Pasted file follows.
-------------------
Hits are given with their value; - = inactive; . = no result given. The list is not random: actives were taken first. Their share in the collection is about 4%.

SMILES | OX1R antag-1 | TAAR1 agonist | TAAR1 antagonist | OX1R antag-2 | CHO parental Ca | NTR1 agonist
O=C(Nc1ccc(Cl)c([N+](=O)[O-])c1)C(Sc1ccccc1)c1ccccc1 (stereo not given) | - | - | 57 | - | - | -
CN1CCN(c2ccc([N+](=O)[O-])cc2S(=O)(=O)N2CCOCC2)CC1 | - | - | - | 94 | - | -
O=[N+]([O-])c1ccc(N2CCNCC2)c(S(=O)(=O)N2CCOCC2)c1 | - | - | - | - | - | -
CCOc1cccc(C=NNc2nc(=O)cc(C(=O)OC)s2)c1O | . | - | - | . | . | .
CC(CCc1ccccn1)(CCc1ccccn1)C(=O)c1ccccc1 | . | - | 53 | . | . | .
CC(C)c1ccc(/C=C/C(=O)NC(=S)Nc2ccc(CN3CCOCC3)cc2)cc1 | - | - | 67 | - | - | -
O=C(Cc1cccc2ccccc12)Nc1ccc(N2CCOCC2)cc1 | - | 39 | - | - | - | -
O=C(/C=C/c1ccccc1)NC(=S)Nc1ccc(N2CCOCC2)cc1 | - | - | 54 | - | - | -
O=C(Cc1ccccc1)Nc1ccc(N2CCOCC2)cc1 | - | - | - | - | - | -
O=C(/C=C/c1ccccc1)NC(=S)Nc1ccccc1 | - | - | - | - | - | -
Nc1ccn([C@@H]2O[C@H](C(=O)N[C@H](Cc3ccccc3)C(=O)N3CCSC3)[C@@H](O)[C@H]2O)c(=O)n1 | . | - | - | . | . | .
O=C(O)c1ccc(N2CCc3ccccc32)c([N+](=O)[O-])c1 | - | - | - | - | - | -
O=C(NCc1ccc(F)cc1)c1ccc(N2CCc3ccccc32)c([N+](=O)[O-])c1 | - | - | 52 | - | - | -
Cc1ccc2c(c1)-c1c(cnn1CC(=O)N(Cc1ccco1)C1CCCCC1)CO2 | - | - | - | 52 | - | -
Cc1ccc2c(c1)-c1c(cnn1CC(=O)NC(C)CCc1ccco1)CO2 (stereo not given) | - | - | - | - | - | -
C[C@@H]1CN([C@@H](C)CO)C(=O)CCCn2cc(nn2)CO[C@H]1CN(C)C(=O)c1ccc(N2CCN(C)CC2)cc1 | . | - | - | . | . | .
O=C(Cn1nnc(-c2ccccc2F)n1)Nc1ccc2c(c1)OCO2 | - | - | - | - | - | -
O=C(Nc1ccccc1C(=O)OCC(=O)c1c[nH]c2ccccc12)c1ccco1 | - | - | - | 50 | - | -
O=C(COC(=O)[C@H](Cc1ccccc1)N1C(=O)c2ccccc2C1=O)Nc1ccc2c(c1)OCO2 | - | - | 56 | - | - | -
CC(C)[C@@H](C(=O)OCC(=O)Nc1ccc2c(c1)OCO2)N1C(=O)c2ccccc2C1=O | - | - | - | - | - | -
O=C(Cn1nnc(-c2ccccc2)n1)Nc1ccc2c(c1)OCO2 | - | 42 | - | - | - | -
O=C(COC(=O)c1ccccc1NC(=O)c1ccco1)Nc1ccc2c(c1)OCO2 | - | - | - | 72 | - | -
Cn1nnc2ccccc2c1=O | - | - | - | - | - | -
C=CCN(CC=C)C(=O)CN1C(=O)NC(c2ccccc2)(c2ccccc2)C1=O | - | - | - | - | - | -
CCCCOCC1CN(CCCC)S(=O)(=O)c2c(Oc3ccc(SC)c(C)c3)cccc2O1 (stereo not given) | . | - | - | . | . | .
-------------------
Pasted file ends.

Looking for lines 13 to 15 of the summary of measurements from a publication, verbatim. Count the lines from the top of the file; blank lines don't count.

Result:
Nc1ccn([C@@H]2O[C@H](C(=O)N[C@H](Cc3ccccc3)C(=O)N3CCSC3)[C@@H](O)[C@H]2O)c(=O)n1 | . | - | - | . | . | .
O=C(O)c1ccc(N2CCc3ccccc32)c([N+](=O)[O-])c1 | - | - | - | - | - | -
O=C(NCc1ccc(F)cc1)c1ccc(N2CCc3ccccc32)c([N+](=O)[O-])c1 | - | - | 52 | - | - | -